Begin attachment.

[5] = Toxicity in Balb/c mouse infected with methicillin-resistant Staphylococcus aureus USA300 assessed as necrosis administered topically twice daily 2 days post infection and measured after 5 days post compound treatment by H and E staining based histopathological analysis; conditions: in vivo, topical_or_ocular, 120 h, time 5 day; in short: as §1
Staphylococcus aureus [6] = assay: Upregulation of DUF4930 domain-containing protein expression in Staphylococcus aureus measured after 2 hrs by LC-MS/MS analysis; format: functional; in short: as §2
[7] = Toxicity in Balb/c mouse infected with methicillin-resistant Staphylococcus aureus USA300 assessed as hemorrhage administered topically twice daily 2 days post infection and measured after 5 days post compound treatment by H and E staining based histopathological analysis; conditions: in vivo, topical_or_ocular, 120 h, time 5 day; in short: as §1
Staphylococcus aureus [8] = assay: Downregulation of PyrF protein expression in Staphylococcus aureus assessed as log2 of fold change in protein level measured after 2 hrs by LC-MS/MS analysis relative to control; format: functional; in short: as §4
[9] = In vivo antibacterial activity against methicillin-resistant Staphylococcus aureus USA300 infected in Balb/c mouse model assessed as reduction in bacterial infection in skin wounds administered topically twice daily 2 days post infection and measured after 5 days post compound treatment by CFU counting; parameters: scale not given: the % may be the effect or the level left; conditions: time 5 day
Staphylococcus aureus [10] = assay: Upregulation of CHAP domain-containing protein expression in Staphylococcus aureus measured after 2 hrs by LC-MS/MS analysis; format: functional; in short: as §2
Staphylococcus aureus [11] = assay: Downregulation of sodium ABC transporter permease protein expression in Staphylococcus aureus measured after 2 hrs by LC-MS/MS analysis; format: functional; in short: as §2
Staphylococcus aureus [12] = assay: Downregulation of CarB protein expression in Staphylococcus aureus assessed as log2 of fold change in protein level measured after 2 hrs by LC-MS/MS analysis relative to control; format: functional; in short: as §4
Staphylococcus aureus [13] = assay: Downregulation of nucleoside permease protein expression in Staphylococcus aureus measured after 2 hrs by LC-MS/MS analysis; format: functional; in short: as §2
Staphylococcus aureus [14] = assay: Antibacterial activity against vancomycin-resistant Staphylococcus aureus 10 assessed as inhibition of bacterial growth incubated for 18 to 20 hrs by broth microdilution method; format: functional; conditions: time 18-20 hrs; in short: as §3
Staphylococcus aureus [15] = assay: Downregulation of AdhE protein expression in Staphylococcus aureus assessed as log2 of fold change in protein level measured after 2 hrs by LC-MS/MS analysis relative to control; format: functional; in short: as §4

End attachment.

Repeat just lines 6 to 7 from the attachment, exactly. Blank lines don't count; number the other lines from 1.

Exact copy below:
Staphylococcus aureus [10] = assay: Upregulation of CHAP domain-containing protein expression in Staphylococcus aureus measured after 2 hrs by LC-MS/MS analysis; format: functional; in short: as §2
Staphylococcus aureus [11] = assay: Downregulation of sodium ABC transporter permease protein expression in Staphylococcus aureus measured after 2 hrs by LC-MS/MS analysis; format: functional; in short: as §2